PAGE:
Cancer category: Soft tissue sarcomas
Cancer type: Other soft tissue sarcomas
Nicole Dryburgh from Whitsable in Kent was diagnosed with a large peripheral nerve sheath tumour at the age of 11, and relapsed aged 17.
I was diagnosed with a large Peripheral nerve sheath tumour at the top of my spine in August 2000, at the age of 11.
I had an operation to remove most of the tumour at King’s College Hospital in London, then had 8 weeks of daily radiotherapy at The Royal Marsden Hospital in Surrey. I had check-ups and scans for 18 months after that, then started to get pain in my back. I had several different tests, but they couldn’t find out what it was, so I had another operation at King’s, which discovered a ball of engorged blood vessels. It was too dangerous to touch, so it was left.
Six months later I had a brain haemorrhage. One of the blood vessels had burst and travelled to my head, causing the haemorrhage. I spent the next three months at King’s. During that time I had a stroke so I’m now disabled. Lack of oxygen to my brain has also left me totally blind. I had an operation which found that another tumour had been growing under the blood vessels. I had nine months of chemotherapy after that, which I had in tablet form because I have a massive fear of needles. It lasted over a year and I had it at home, but it wasn’t expected to work.
I was in remission for two and a half years, then relapsed again last September – a few days before I started college to do an English GCSE course. Both my tumours had grown back. I started a much tougher chemo course this time. I had a Hickman line fitted which helped a lot with my needle phobia, even if the line did keep getting infected. I had six rounds of chemo which I had as an in-patient at The Royal Marsden Hospital. It’s a great hospital (good food!), but there was a lot of small children there, and not much for teenagers to do. Luckily I only stayed there for four days every three weeks for IV chemotherapy.
I finished my treatment in February 2007, and I’m now in remission again. My last scan showed my tumours had stayed the same size. I missed practically all of the first six months of college, but I still took my GCSE, and got a B grade. I was five marks below an A which was really annoying! I want to be a columnist or journalist, and have a career in writing. I’ve already written my autobiography ‘The Way I See It’ which is published by Hodder children’s books.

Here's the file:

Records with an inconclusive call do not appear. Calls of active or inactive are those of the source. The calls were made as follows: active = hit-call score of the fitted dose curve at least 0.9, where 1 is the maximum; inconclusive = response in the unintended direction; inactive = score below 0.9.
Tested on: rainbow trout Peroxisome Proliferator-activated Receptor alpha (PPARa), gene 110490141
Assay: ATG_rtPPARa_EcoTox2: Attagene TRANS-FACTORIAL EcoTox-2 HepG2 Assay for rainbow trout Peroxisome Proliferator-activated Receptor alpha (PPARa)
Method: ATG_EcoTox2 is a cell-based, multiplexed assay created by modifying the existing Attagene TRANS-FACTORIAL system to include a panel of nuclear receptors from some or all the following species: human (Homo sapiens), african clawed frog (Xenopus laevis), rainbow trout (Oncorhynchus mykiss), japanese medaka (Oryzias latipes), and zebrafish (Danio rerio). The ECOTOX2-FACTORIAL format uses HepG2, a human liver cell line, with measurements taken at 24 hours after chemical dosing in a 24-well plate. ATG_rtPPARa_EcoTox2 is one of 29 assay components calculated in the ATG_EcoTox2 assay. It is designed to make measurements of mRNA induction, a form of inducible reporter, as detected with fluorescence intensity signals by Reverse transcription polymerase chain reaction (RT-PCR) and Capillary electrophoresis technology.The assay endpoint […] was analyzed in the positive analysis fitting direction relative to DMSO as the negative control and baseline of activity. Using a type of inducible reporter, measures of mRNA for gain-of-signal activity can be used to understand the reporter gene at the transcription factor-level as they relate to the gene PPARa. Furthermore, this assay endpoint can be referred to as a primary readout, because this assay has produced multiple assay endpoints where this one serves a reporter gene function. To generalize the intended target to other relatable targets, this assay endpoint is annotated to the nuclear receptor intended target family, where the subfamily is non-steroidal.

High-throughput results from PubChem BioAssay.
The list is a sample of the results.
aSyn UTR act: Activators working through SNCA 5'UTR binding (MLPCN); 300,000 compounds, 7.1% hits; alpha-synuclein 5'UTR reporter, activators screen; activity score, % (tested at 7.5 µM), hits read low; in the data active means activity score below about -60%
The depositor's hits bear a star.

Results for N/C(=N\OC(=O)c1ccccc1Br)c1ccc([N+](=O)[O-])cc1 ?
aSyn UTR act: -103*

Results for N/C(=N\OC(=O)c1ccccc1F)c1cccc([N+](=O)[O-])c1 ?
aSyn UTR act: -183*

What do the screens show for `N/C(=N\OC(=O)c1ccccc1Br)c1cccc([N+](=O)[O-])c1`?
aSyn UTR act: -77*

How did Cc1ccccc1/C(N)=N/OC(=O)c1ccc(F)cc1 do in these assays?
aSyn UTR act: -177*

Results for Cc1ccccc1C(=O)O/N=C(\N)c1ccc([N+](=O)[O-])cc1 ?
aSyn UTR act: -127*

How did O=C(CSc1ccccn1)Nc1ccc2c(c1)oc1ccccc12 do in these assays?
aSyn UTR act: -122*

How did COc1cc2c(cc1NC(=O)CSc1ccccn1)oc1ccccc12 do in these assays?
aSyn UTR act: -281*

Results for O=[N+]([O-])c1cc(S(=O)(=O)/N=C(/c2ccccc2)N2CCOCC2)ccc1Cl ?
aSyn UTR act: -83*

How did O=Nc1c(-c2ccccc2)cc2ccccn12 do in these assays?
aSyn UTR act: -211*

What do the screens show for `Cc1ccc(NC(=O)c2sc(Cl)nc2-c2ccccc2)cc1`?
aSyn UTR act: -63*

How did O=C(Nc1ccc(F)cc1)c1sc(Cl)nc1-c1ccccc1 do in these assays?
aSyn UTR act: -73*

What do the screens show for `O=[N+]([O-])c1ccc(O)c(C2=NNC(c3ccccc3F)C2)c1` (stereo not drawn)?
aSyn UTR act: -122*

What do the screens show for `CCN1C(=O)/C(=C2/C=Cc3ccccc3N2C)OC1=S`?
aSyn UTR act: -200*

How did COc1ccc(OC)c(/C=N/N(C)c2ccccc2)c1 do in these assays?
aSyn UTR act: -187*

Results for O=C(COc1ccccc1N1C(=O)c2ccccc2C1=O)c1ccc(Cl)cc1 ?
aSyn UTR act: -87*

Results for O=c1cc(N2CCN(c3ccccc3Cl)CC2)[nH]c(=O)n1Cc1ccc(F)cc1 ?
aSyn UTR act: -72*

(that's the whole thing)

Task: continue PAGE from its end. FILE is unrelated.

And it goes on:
My second book 'Talk to the hand', came out in February 2010.
Towards the end of my last lot of chemo, I started to have problems with my ears. I had an agonising pain in my left ear, and started to notice I couldn't hear things as well as before. A hearing test discovered that I had a severe hearing loss in my left ear, and a slight hearing loss in my right ear. An MRI scan a month later found out that I have a small tumour in each ear, and six months later, I was deaf. I've now learnt the deafblind sign language, which works by touching a different part on my hand in a certain way for each letter of the alphabet, and that's why I've called my new book 'Talk to the hand'!
In the summer of 2008 I set up 'Nicole's fund' with Teenage Cancer Trust as I want to help them build their new unit at The Royal Marsden Hospital in Surrey. I'm aiming to raise as much money as possible towards the unit, and my first goal is to raise £100,000 to fully equip one patient's bedroom.
Make a donation at www.justgiving.com/nicolesfund
Nicole Dryburgh (21), author and Teenage Cancer Trust fundraiser died suddenly on Sunday 16 May after suffering a brain hemorrhage.
Nicole's extraordinary battle through cancer, losing the use of her legs, her hearing and her sight was fought with grace and humour and at her 21st birthday in February 2010 she celebrated three years in remission. Nicole’s wit, enthusiasm for life and drive to change the lives of young people with cancer inspired many.
Nicole authored two books, received a Diana Award in 2009 and was a treasured member of Teenage Cancer Trust staff. Most recently, she received the inaugural Anne Frank/Miep Gies award, given in recognition of people who perform the most courageous acts in the most frightening situations. She was a massive fan of Coronation Street, chocolate and all things pink.
Nicole was a passionate and dynamic fundraiser. Through Nicole’s Fund, set up to fund a Teenage Cancer Trust unit at the Royal Marsden Hospital in Surrey, she raised over £74,000. Prior to this she raised £43,000 to fund ‘Nicole’s Sweet’, a paediatric neuro-rehabilitation suite on Lion Ward at King’s College Hospital.
Nicole was supported in her life and her fundraising by her mum Jackie, brother Lee and her much loved dogs Daizy and Molly.